Officials at both private and public universities in Indiana have said the rising cost of health care is a major factor in driving up the price they charge for tuition. Indiana State University President Daniel Bradley said health care costs dictate a large part of his university's budget.
"We've budgeted a 10% percent increase this year and a 10% increase next year," Bradley said. "That comes down to about the equivalent of a 2.5% salary increase. So basically, our employees have given up about 5% of their paycheck over the next 2 years because of health insurance costs."
Even though DePauw University is a private institution, President Brian Casey echoes Bradley's concerns.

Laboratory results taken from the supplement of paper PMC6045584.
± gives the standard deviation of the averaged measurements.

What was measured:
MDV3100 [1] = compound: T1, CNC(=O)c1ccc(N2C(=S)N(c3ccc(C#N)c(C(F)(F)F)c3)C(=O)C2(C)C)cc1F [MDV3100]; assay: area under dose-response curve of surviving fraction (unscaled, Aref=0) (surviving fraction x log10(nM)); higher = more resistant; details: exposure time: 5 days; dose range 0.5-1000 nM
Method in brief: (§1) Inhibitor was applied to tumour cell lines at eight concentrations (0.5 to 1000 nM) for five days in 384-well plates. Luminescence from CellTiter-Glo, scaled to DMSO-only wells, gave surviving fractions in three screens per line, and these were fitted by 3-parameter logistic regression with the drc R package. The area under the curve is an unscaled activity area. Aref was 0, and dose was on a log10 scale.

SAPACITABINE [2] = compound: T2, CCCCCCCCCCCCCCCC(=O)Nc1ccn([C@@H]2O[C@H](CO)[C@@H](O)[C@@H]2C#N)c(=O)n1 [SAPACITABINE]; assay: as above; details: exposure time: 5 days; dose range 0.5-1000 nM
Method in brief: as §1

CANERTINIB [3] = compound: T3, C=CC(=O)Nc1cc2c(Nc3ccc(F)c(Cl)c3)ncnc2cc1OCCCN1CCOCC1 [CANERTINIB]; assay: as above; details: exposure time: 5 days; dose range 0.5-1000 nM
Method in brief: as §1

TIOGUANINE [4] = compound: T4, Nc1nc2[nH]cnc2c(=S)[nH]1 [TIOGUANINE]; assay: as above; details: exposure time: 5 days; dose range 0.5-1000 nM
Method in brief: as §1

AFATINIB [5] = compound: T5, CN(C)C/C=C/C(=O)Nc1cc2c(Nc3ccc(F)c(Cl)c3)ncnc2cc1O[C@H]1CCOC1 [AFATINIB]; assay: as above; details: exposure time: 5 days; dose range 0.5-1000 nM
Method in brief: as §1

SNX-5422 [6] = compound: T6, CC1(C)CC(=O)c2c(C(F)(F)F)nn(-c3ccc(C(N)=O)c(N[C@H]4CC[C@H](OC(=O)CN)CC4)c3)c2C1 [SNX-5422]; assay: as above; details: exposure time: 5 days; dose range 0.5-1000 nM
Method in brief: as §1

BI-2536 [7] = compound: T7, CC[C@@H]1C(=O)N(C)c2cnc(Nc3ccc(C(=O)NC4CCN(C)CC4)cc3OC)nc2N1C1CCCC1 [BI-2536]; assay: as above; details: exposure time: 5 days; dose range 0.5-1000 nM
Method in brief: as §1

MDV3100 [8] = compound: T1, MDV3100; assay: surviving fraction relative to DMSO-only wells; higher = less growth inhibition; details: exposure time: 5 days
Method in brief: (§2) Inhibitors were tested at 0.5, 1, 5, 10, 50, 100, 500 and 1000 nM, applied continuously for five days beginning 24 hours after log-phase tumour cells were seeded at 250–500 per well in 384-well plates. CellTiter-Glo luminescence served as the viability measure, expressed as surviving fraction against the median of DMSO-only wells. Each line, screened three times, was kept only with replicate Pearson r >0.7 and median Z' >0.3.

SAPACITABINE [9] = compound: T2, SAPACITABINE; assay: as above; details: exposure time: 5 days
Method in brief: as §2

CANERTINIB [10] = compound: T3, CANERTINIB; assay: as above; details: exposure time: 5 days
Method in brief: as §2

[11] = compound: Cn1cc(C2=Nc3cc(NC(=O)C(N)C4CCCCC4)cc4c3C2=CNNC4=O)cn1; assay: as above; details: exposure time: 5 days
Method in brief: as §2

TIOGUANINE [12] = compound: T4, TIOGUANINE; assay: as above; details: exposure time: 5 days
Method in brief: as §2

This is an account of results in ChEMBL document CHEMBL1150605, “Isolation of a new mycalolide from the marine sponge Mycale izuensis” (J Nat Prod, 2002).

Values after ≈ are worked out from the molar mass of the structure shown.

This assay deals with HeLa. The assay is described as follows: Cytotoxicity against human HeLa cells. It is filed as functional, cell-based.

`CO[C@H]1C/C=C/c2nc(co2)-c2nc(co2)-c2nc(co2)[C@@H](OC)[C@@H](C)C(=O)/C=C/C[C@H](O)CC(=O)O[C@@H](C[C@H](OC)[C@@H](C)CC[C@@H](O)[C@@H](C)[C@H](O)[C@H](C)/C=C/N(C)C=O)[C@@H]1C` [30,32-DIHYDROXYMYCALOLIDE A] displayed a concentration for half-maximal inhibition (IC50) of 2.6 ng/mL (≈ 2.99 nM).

"The scale of our enterprises are so different but we have almost the exact same model," Casey said. "We are assuming 10% increases in health care costs and we're trying to find out contingencies, can we set aside funds? It is directly impacting our capacity to increase salaries and I don't know how to break that particular pattern."
Casey said health care is an unpredictable variable that makes managing university costs difficult. Both Bradley and Casey made their comments on WFIU's Noon Edition. The ballooning cost of higher education was brought back into the public debate earlier this month when State Budget Committee Chairman Luke Kenley threatened to stall building projects on the campuses of Indiana and Purdue Universities in order to force officials to scale back tuition increases.